April 18, 2024 - 1:00pm

On Saturday, as raw video footage of the knife attack at the Westfield Bondi Junction mall in Sydney started to surface on social media, signs were present which could have suggested jihadi involvement: jihadi lone wolves have used knives before on multiple occasions in Western towns and cities, and jihadi terrorism seems to have made something of a comeback of late.

Tommy Robinson was adamant that it was “fucking JIHAD”. Julia Hartley-Brewer was similarly categorical. As was Paul Golding, co-leader of Britain First. By Sunday morning, however, the optics had shifted: it was not fucking jihad, after all. The New South Wales (NSW) police named the perpetrator as Joel Cauchi, a 40-year-old from Queensland. He was white and he wasn’t a Muslim (and he definitely wasn’t a person called Benjamin Cohen). But he was a male and it had transpired that of the six people he murdered, five were women.

Following these revelations a new narrative dropped: it was fucking misogyny. Cauchi, Josephine Bartosch wrote in these pages, was “a woman-hating maniac”. Jessica Taylor, writing in the Independent, similarly asked, “what is the ‘ideology’ that drives a man to brandish a long knife, run into a mall and murder as many women as he can? And why does nobody dare mention the ‘M’ word? No, not ‘murder’ – but ‘misogyny’.”

According to NSW Police Commissioner Karen Webb, it was clear that Cauchi was targeting women; and of the 12 others who he non-fatally stabbed, most were female. “It’s obvious to me […] that the offender had focused on women and avoided the men,” Webb said.

But why? There are several possibilities. The first is that he did so because women offered the least resistance. Ironically, the one person Cauchi tried to attack who offered the most resistance was a female cop, but she was carrying a gun and shot him dead with it.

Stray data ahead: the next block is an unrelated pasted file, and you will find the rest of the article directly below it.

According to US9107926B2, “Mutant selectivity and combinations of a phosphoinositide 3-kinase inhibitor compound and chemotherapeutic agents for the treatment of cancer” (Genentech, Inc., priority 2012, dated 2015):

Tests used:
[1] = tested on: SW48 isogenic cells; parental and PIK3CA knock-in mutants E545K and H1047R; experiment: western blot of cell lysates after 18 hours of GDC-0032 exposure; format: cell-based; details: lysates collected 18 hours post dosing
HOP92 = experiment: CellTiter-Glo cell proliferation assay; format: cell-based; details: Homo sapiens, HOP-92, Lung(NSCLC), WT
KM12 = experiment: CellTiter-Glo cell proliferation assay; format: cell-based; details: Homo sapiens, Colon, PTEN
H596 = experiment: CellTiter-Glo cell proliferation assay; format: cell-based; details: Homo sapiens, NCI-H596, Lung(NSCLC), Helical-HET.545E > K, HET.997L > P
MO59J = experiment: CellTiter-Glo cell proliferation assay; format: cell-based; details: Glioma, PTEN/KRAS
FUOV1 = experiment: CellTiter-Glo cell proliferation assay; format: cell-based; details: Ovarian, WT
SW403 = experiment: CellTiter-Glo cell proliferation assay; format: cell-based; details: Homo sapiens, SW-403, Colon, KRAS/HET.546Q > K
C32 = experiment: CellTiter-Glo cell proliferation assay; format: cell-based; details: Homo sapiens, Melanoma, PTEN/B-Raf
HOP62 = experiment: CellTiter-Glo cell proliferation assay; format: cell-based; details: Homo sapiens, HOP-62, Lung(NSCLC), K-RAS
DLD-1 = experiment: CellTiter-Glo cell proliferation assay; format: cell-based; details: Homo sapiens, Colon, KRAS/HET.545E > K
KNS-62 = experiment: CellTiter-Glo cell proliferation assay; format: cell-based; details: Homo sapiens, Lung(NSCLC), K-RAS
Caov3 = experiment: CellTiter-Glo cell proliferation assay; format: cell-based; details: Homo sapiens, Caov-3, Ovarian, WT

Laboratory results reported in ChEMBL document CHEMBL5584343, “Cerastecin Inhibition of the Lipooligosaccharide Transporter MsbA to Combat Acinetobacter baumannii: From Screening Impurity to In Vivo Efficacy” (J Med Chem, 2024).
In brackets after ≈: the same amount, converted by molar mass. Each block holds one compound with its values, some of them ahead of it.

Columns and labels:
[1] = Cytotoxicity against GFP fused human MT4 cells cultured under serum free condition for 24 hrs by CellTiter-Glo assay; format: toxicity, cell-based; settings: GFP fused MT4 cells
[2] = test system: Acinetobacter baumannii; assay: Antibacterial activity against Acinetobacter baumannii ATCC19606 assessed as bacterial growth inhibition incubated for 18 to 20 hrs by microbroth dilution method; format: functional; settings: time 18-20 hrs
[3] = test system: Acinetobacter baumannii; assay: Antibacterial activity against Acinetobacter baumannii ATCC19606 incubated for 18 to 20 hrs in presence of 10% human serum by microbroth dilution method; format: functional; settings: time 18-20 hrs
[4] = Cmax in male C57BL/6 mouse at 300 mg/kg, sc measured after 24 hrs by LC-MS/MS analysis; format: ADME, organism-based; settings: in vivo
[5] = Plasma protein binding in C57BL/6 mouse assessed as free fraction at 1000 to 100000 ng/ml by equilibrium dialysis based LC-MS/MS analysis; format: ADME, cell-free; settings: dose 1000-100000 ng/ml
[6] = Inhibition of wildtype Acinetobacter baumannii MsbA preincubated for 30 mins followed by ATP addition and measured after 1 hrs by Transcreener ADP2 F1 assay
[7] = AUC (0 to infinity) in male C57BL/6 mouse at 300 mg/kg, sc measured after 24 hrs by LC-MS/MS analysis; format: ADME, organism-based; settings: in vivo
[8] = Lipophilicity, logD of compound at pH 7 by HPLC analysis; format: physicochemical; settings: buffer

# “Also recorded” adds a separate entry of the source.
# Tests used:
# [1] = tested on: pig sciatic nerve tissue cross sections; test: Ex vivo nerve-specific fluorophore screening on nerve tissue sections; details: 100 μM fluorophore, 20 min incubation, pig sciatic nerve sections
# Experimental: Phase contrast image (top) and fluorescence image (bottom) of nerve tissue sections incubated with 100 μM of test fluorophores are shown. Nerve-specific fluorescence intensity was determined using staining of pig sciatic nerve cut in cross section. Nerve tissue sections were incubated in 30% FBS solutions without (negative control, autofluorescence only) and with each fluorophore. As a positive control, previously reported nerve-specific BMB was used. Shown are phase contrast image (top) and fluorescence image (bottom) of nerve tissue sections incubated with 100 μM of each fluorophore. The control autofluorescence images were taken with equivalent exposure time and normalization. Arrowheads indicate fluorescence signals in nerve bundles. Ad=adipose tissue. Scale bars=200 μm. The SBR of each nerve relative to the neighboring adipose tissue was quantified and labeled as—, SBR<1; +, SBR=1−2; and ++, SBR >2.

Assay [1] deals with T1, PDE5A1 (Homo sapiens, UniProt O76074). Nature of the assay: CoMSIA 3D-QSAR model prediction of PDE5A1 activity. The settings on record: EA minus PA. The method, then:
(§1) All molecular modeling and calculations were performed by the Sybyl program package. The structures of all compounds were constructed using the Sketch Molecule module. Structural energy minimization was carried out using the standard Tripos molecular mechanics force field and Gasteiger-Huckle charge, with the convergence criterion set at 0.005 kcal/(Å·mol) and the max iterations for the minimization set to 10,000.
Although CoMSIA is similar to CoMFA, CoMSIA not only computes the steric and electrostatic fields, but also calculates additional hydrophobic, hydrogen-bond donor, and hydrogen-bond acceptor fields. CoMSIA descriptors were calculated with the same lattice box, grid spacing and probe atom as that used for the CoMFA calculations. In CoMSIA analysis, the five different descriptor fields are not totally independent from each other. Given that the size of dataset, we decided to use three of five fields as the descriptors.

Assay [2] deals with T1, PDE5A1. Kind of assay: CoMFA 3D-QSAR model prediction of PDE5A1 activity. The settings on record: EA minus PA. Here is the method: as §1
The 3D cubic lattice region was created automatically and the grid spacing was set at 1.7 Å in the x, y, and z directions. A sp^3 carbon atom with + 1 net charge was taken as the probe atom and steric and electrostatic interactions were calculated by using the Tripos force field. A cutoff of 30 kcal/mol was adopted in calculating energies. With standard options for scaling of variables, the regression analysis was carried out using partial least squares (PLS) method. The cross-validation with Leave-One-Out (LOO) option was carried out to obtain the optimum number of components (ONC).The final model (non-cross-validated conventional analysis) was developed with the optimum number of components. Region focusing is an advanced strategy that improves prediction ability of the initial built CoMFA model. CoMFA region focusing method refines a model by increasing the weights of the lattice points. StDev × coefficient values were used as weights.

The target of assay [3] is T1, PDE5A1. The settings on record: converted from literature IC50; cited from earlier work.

The second possibility is that Cauchi had a deep loathing of women because he wasn’t able to have sexual relationships with them, and that this loathing drove him to murder and terrify them as a form of revenge for their (in his mind) cruel indifference toward him. These kinds of attacks are rare, but they have happened before. Elliot Rodger, for example, went on a shooting rampage in Isla Vista, California, in 2014, killing six people before taking his own life.

What is the evidence that Cauchi hated women, much less that he was an incel who had been inspired by the extreme misogyny of that group’s subculture? Thus far, there is none. We do know that he had dated women and had advertised his services on at least three male escort sites, which doesn’t exactly suggest inceldom. Nor is there any evidence yet that he had visited or was active on incel online forums.

A third possibility is that Cauchi was out of his mind and didn’t know what he was doing. This is because he was suffering from schizophrenia, which he was diagnosed with when he was 17. It is thus possible that due to his illness Cauchi may not have had any clear or stable motives at all for embarking on his attack, let alone a coherent ideology that he wanted to advance or a deep hatred that he wanted to murderously enact.

Perhaps he was both mentally unwell and harboured violent fantasies about killing women. But while we have been told that he was mentally ill, we as yet know nothing about his internal world, his thoughts about women, and what was going through his mind when he prepared for and launched his attack.

The impulse to attribute a meaning or cause to horrific violence is understandable. But we must be careful. As the Atlantic’s Graeme Wood has previously warned about projecting motives onto a perpetrator, “contrary to all instincts, […] the story might not be about you — not about your pet subject, not about your community, not about the issues that affect you and occupy your thoughts, no matter how important or worthy those issues may be.” We would do well to remember this counsel of prudence in our current age of global rancour and polarisation.

Simon Cottee is a senior lecturer in criminology at the University of Kent.